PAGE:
Noncommunicable diseases: Campaign for action – meeting the NCD targets
From soft drink taxes to detecting people at risk, the United Arab Emirates is promoting health by beating noncommunicable diseases
His dizzy spells came often, as did feelings of tiredness and passing of urine. For 10 years, Salem Hamad Al Mehairi knew something was wrong, but he couldn't put his finger on it.
But the mystery was solved with just one visit to his local primary health centre in Dubai, which had been upgraded, in line with WHO recommendations, to routinely screen all patients for noncommunicable diseases (NCDs), like cardiovascular and lung diseases, some cancers and type 2 diabetes.
Every morning, mother of six Mariama rises early to sell fish in her local market in Senegal. For the past decade, she has lived with diabetes, and takes insulin regularly. But her medication is not the only tool she relies on to look after her health – her mobile phone plays a critical part of her diabetes control regimen. Thanks to Senegal’s mDiabetes programme during the Islamic holy month of Ramadan this year, Mariama has found it easier to cope with the condition and have the energy needed to work and care for her family.
Make your voice heard and urge governments, the private sector and other those who play major roles in promoting health and reducing noncommunicable diseases (NCDs) to meet commitments to reduce premature deaths from NCDs by 25% by 2025 and, in line with the Agenda for Sustainable Development, one-third by 2030.
Thailand’s physical activity movement has been gaining momentum, championed by the country’s prime minister, Gen. Prayuth Chan-o-cha.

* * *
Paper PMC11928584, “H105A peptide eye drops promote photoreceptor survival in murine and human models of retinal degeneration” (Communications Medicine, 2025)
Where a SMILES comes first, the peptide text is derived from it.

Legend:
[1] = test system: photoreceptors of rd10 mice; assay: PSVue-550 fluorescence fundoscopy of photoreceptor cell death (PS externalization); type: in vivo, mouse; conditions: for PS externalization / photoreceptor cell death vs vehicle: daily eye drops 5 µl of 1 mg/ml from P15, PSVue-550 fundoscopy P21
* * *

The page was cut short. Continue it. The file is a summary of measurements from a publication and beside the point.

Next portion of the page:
New cycle paths have been installed around the country. Popular media, from SMS and social media campaigns, to promotions in cinemas and rock concerts, are calling for an increase in physical activity, like 10 kilometre runs in the capital, Bangkok, and 20 other locations around the country. Public parks are becoming beacons for health, with tai chi, yoga, dancing and other healthy programmes the norm.
Prevention and control of NCDs: a business case in Kyrgyzstan
A new report from WHO and the Kyrgyz Government shows that implementing measures to prevent NCDs would not only bring health gains for the population, but would also have a return on investment of up to 12 times the cost of the intervention. This is one of a series of reports WHO/Europe is producing in collaboration with the United Nations Interagency Task Force on NCDs and the United Nations Development Programme.
Suffering a stroke when she was just 44 sent alarm bells ringing for Manila City Hall engineering assistant Marissa Receo.
“My brother died from a stroke when he was 50, my mother suffered from hypertension, and I had a stroke and was overweight,” says Marissa, now 54. “I had to become healthier – not just for me but for my children and grandchildren.”
Estonia taxing sugary drinks to beat NCDs
23 June 2017 - Estonian lawmakers have approved legislation taxing soft drinks to cut sugar consumption, improve health and raise revenue. This initiative is in line with WHO’s advice on reducing consumption of sugary drinks to tackle the epidemics of diabetes and obesity. Estonia’s step demonstrates the feasibility of governments acting to beat NCDs.
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NCDs affect millions of people in many different ways, from those living with cancers, heart and lung disease, and diabetes, to loved ones and health workers caring for those affected. Share your story on how NCDs affect you.